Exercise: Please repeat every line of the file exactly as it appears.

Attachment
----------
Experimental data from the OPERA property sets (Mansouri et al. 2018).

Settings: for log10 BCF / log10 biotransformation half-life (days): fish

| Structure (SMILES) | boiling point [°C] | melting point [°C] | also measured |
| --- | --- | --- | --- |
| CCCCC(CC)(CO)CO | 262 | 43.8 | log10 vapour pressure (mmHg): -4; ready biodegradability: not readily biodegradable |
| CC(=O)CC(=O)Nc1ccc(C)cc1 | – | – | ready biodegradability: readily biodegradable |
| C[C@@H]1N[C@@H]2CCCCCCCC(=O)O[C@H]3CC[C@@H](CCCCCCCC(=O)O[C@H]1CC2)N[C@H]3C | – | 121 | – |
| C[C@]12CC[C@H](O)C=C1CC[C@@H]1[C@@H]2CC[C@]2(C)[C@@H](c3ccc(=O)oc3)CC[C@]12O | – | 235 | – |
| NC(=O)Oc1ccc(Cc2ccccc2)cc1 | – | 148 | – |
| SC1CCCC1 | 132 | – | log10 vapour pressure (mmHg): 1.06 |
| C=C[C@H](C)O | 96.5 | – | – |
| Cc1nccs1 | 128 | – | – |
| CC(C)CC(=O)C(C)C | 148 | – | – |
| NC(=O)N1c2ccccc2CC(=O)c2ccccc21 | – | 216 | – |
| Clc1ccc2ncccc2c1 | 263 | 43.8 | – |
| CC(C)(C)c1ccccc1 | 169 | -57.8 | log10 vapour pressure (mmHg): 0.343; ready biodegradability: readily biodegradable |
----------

Experimental data from the OPERA property sets (Mansouri et al. 2018).

Settings: for log10 BCF / log10 biotransformation half-life (days): fish

| Structure (SMILES) | boiling point [°C] | melting point [°C] | also measured |
| --- | --- | --- | --- |
| CCCCC(CC)(CO)CO | 262 | 43.8 | log10 vapour pressure (mmHg): -4; ready biodegradability: not readily biodegradable |
| CC(=O)CC(=O)Nc1ccc(C)cc1 | – | – | ready biodegradability: readily biodegradable |
| C[C@@H]1N[C@@H]2CCCCCCCC(=O)O[C@H]3CC[C@@H](CCCCCCCC(=O)O[C@H]1CC2)N[C@H]3C | – | 121 | – |
| C[C@]12CC[C@H](O)C=C1CC[C@@H]1[C@@H]2CC[C@]2(C)[C@@H](c3ccc(=O)oc3)CC[C@]12O | – | 235 | – |
| NC(=O)Oc1ccc(Cc2ccccc2)cc1 | – | 148 | – |
| SC1CCCC1 | 132 | – | log10 vapour pressure (mmHg): 1.06 |
| C=C[C@H](C)O | 96.5 | – | – |
| Cc1nccs1 | 128 | – | – |
| CC(C)CC(=O)C(C)C | 148 | – | – |
| NC(=O)N1c2ccccc2CC(=O)c2ccccc21 | – | 216 | – |
| Clc1ccc2ncccc2c1 | 263 | 43.8 | – |
| CC(C)(C)c1ccccc1 | 169 | -57.8 | log10 vapour pressure (mmHg): 0.343; ready biodegradability: readily biodegradable |